In addition to her work in voter registration drives and citizenship classes, Huerta began working as a lobbyist for the CSO in an effort to get more Latino police officers and Spanish-speaking personnel at local hospitals and government offices. She also lobbied to improve sewer systems and community centers. During her work with the CSO, she met and married Ventura Huerta (taking on the name by which she is known) and eventually had five more children. Her dedication to her work put a strain on the marriage, however, and they divorced.

In 1962, Chávez left the CSO, frustrated at the lack of progress. He believed only a union would bring about substantial change. Huerta became a partner and driving force in the organizing efforts and joined Chávez and his family in the move to Delano, California. Calling their organization the National Farm Workers Association (NFWA), both organizers refrained from using the word "union" for fear of antagonizing growers. While working as an organizer, Huerta received $5 a week allowance and had to rely on farm workers' donations and their help with child care. By 1964, the NFWA had signed up 100,000 worker families and offered benefits of community service programs, life insurance, a credit union, and a store with discounted prices.

In 1965, workers at a rose nursery went out on strike and asked the NFWA to join them. It was during that time that the union adopted a policy of nonviolence. In 1966, the NFWA organized a boycott of grapes and a 300-mile march from Delano to Sacramento to call attention to the plight of farm workers. One grower agreed to talks with the union, and Huerta was named chief negotiator, reflecting the confidence of the membership. Her efforts resulted in a raise in minimum wage for farm workers to $1.75 an hour and guaranteed days off. The boycott continued, and in 1968, Huerta went to New York to lobby supermarkets, consumers, and government officials to join a nationwide boycott of grapes. By the end of her two-year stay, the New York City government agreed to support the union.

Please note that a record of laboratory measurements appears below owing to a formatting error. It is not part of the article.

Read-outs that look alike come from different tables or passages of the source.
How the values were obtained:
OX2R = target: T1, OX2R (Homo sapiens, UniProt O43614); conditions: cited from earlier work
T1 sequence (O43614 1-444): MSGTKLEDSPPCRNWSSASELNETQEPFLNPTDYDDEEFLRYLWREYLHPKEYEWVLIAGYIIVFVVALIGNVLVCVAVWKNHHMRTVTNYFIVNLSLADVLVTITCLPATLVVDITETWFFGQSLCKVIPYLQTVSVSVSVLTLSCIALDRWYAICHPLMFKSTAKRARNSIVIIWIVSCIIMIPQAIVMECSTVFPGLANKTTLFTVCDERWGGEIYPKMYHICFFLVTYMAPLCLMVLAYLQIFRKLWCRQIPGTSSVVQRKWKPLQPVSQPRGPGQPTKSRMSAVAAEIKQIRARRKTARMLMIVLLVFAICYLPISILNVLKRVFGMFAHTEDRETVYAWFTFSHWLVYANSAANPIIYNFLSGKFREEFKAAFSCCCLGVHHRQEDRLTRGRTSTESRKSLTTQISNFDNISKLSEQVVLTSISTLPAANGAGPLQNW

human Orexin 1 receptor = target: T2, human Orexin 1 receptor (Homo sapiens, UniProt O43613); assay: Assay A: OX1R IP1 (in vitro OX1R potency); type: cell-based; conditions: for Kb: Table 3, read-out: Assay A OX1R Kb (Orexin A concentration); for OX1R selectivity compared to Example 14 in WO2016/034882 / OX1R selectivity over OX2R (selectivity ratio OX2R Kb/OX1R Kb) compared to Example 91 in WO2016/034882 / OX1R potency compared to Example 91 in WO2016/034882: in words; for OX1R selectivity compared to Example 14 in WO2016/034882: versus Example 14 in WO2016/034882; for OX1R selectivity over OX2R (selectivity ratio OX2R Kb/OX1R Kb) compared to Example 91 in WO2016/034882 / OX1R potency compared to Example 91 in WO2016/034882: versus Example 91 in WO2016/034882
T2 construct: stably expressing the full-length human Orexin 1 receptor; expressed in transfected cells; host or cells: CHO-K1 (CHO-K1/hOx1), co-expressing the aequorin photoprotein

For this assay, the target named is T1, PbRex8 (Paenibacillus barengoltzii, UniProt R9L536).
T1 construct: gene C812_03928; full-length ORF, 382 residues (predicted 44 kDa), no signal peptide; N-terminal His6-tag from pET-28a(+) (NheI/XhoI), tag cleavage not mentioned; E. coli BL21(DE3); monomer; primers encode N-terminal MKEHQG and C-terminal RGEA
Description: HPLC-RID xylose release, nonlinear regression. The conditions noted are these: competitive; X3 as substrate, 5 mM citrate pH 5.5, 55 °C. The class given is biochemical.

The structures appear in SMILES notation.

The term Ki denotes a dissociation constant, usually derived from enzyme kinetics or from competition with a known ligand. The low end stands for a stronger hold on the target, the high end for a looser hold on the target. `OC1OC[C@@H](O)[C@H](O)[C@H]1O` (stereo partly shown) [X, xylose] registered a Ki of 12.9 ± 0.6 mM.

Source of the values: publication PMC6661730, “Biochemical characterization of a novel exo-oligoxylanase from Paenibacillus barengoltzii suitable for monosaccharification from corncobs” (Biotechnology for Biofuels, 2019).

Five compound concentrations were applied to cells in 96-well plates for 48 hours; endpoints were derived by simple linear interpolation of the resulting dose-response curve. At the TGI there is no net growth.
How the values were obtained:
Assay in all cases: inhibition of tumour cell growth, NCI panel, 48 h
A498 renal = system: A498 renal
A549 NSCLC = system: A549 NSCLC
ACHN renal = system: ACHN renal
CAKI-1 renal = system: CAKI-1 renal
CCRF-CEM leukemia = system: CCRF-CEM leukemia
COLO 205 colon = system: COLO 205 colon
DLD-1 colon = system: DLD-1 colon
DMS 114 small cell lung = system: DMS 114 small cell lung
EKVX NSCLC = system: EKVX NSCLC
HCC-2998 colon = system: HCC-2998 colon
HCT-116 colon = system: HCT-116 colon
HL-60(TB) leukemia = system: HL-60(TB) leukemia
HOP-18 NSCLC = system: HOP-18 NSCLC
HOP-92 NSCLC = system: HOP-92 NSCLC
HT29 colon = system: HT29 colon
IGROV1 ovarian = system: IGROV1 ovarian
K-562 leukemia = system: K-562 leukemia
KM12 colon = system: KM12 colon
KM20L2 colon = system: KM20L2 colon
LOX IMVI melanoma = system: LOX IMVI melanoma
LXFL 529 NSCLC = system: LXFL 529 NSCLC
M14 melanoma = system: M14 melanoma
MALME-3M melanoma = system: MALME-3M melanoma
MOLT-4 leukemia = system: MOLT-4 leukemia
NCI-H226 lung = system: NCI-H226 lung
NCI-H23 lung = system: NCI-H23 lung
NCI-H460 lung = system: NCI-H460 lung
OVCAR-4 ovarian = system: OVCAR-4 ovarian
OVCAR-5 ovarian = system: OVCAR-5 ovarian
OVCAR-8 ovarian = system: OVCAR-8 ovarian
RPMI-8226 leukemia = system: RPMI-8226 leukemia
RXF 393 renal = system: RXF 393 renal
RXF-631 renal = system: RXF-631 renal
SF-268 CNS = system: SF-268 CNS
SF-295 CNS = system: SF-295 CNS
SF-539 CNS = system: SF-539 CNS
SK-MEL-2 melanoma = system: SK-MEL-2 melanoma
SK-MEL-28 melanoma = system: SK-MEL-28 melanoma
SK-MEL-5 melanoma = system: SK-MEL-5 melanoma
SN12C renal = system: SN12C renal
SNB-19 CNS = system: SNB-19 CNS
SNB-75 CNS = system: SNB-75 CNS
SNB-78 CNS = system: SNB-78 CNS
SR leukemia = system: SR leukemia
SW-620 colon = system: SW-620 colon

By 1970, the union had achieved many of its goals, and Huerta negotiated the new contracts. In 1972, the NFWA joined with the American Federation of Labor-Congress of Industrial Organizations (AFL-CIO) and formally became the UFW. That same year, Huerta was elected vice president. Subsequently, she married Richard Chávez, brother of César, and had four more children. By the end of the 1970s, the union experienced many setbacks and had to renew its efforts to organize workers. A new grape boycott was called in 1980. Also in the 1980s, the UFW expanded its efforts to address the use of chemicals and pesticides in the fields, citing the unusual "cancer clusters," or high concentration of incidents of cancer in agricultural areas. Huerta also helped establish the radio station Radio Campesina.

On April 23, 1993, César Chávez died, and Huerta rededicated herself to the union's work. She has received countless awards and honorary academic degrees and continues to tour the country and rally her supporters to new political enthusiasm. In 1998, she was one of three "Women of the Year" chosen by Ms. magazine. In 1999, she was serving as the secretary treasurer of the UFW, the vice president of the Coalition for Labor Union Women, the vice president of the California AFL-CIO, and a board member for the Fund for the Feminist Majority. From summer 2003 until March 2004, she served on the University of California Board of Regents.


Further Reading
Pérez, Frank, Dolores Huerta, 1996.